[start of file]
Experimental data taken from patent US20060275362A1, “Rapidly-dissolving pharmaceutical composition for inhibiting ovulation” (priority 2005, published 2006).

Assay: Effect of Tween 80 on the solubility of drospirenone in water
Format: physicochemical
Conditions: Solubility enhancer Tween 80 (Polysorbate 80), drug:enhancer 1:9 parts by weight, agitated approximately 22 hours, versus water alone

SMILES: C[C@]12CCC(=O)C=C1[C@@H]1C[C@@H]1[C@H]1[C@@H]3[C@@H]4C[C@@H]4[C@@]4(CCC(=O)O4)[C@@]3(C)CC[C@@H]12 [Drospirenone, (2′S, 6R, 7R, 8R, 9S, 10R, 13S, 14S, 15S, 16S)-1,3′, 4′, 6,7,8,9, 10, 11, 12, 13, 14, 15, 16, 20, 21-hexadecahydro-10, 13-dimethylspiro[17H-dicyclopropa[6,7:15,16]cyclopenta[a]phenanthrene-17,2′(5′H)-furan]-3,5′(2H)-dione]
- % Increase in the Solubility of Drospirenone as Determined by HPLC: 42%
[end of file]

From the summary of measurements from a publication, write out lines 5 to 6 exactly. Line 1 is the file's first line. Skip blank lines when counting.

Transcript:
SMILES: C[C@]12CCC(=O)C=C1[C@@H]1C[C@@H]1[C@H]1[C@@H]3[C@@H]4C[C@@H]4[C@@]4(CCC(=O)O4)[C@@]3(C)CC[C@@H]12 [Drospirenone, (2′S, 6R, 7R, 8R, 9S, 10R, 13S, 14S, 15S, 16S)-1,3′, 4′, 6,7,8,9, 10, 11, 12, 13, 14, 15, 16, 20, 21-hexadecahydro-10, 13-dimethylspiro[17H-dicyclopropa[6,7:15,16]cyclopenta[a]phenanthrene-17,2′(5′H)-furan]-3,5′(2H)-dione]
- % Increase in the Solubility of Drospirenone as Determined by HPLC: 42%